Vienna International Centre, where IAEA offices are located
Vienna International Centre, where IAEA offices are located iStock

North Korea appears to have restarted a nuclear reactor that is widely believed to have produced plutonium for nuclear weapons, the UN atomic watchdog said in an annual report, according to Reuters.

The International Atomic Energy Agency (IAEA) has had no access to North Korea since Pyongyang expelled its inspectors in 2009 and now monitors North Korea from afar, largely through satellite imagery.

“There were no indications of reactor operation from early December 2018 to the beginning of July 2021,” the IAEA report said of the 5-megawatt reactor at Yongbyon, a nuclear complex at the heart of North Korea’s nuclear program.

“However, since early July 2021, there have been indications, including the discharge of cooling water, consistent with the operation of the reactor,” it added, according to Reuters.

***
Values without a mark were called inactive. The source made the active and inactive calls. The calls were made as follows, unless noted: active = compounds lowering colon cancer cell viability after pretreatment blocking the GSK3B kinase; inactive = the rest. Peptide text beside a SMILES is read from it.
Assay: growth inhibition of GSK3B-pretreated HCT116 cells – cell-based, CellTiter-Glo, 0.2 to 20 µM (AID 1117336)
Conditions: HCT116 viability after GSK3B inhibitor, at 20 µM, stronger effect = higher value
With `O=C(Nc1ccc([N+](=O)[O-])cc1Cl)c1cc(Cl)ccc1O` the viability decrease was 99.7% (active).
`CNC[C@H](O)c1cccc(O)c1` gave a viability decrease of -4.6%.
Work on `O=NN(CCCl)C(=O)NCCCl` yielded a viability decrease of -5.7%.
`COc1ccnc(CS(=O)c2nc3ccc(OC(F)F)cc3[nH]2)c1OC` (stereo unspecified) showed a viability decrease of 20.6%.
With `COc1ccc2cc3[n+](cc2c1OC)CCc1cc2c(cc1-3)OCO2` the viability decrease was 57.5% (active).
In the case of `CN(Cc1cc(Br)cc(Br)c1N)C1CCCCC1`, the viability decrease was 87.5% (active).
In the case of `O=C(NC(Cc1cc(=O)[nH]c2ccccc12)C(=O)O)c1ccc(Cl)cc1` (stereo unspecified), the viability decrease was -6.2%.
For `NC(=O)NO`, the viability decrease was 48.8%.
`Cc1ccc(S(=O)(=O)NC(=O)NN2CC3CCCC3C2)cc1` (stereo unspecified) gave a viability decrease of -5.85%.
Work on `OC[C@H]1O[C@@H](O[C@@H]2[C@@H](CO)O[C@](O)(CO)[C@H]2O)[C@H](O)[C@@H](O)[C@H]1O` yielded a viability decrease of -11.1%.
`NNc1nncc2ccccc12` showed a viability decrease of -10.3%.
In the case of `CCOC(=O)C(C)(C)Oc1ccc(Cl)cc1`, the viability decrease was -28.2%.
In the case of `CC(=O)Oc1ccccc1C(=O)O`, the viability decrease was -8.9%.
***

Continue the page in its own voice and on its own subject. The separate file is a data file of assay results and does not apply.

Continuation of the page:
The IAEA issues the report annually before a meeting of its member states, posting it online with no announcement.

The report said the duration of that apparent work - five months, from mid-February to early July - suggested a full batch of spent fuel was handled, in contrast to the shorter time needed for waste treatment or maintenance.

In June, the IAEA said that North Korea’s nuclear activities remain "a cause for serious concern".

The US, during former President Donald Trump’s term in office, tried to reach an agreement on denuclearization with North Korea. Kim and Trump met in Hanoi in 2019 for a summit that left nuclear talks at a standstill.

The pair had met three times since June 2018 but made little progress towards denuclearization.

The new Biden administration reached out to North Korea but the country did not respond to those overtures.

In Biden’s first policy speech to Congress, the President said nuclear programs in North Korea and Iran posed threats that would be addressed through “diplomacy and stern deterrence”.

The remarks angered North Korea, which said Biden’s speech was “intolerable” and “a big blunder”.